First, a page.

The combination of natural and cultural landscapes in the Black Forest make it one of a kind. Livestock grazing and forest management have been carried out here for generations, characterising the region to this day. With its forests, moors, heathlands and lakes, numerous contrasts can be experienced in the Black Forest National Park: sometimes nature shows itself as sweet and gentle, while at other times it is seen as wild and untamed. The diversity of the landscape is reflected in the diversity of the fauna and flora. A large part of the National Park is a NATURA 2000 protected area.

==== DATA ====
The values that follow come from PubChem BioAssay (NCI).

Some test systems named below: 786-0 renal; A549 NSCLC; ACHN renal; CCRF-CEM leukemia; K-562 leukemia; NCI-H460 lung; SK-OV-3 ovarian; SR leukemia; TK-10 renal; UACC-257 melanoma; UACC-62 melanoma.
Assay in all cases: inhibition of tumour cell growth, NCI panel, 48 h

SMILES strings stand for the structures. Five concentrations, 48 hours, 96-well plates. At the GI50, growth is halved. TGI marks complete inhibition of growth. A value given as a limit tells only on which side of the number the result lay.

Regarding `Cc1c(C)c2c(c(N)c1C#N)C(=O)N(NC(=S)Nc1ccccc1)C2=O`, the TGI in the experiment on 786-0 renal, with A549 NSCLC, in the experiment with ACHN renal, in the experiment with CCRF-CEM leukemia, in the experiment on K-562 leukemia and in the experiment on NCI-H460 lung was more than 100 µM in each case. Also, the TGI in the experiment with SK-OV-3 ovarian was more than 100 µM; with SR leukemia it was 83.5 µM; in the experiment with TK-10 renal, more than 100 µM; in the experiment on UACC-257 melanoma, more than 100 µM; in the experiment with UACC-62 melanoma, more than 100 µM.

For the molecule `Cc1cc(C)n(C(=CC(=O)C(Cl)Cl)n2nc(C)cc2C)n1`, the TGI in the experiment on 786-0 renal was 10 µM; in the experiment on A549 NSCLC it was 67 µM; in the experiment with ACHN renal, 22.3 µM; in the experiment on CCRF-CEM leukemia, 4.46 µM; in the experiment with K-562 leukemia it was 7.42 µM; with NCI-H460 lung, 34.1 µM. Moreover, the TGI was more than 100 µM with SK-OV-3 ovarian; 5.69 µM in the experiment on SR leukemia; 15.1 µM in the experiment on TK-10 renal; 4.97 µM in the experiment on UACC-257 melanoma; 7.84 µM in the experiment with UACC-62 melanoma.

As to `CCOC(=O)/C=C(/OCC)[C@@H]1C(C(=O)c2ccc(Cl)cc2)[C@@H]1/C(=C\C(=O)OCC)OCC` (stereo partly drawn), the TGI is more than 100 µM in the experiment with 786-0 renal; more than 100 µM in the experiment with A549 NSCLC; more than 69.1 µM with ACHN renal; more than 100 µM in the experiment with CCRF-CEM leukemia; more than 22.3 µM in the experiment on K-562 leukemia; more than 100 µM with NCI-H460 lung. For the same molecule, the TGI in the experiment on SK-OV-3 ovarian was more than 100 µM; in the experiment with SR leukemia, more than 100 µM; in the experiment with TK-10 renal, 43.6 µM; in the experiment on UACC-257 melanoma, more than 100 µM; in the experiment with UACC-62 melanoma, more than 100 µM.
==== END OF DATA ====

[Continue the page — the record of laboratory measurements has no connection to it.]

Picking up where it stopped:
Today, spruce, fir and beech forests dominate the scenery with spruce being the most common due to its extensive use in reforestation. Numerous storms including Hurricane Wiebke and Vivian (1990) and Lothar (1999) have set the stage for the development of well-structured forests in the future. How Mother Nature handles the consequences of a storm can be witnessed on two nature trails: the Lotharpfad and Wildnispfad.
A special feature of the National Park are the upland pastures - known locally as ‘grinden’. There are also several moors, the largest of which is located around the Hornisgrinde summit (outside the National Park). Grazing areas and moorlands account for around three percent of the National Park’s area.